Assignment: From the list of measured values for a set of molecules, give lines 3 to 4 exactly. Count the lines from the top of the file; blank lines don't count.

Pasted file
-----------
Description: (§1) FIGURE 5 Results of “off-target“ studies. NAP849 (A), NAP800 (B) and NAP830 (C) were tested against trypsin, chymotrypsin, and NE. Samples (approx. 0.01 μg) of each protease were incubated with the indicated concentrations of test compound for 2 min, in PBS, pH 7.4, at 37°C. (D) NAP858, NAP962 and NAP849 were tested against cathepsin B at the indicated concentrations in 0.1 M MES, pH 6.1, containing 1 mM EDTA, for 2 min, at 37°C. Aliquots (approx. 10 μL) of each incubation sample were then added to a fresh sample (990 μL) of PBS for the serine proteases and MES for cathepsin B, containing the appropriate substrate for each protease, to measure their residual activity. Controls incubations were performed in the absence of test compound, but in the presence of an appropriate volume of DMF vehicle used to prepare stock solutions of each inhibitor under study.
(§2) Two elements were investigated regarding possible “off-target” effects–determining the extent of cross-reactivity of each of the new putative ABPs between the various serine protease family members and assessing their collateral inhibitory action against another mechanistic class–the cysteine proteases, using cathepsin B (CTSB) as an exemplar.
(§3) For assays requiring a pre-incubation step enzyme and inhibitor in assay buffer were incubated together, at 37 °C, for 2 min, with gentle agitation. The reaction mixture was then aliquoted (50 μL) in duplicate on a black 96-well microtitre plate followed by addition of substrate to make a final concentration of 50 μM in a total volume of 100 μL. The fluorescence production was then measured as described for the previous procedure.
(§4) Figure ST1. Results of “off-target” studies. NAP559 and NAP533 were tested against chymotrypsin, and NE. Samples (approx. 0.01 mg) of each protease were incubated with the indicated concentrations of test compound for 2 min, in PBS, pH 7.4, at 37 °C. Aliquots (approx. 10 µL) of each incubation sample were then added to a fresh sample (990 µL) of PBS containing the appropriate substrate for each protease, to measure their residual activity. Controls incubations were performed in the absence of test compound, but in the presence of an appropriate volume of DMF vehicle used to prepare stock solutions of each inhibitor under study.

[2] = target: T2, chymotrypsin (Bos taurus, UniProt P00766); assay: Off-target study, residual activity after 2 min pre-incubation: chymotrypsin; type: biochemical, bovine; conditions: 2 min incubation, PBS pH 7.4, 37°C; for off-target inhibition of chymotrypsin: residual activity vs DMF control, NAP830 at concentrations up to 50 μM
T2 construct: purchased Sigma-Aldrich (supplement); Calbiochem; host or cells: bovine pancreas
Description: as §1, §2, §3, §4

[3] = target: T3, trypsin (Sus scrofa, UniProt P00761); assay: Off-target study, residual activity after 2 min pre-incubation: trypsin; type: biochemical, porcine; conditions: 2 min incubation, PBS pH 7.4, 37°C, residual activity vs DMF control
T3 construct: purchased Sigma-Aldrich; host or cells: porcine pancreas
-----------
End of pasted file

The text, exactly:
(§3) For assays requiring a pre-incubation step enzyme and inhibitor in assay buffer were incubated together, at 37 °C, for 2 min, with gentle agitation. The reaction mixture was then aliquoted (50 μL) in duplicate on a black 96-well microtitre plate followed by addition of substrate to make a final concentration of 50 μM in a total volume of 100 μL. The fluorescence production was then measured as described for the previous procedure.
(§4) Figure ST1. Results of “off-target” studies. NAP559 and NAP533 were tested against chymotrypsin, and NE. Samples (approx. 0.01 mg) of each protease were incubated with the indicated concentrations of test compound for 2 min, in PBS, pH 7.4, at 37 °C. Aliquots (approx. 10 µL) of each incubation sample were then added to a fresh sample (990 µL) of PBS containing the appropriate substrate for each protease, to measure their residual activity. Controls incubations were performed in the absence of test compound, but in the presence of an appropriate volume of DMF vehicle used to prepare stock solutions of each inhibitor under study.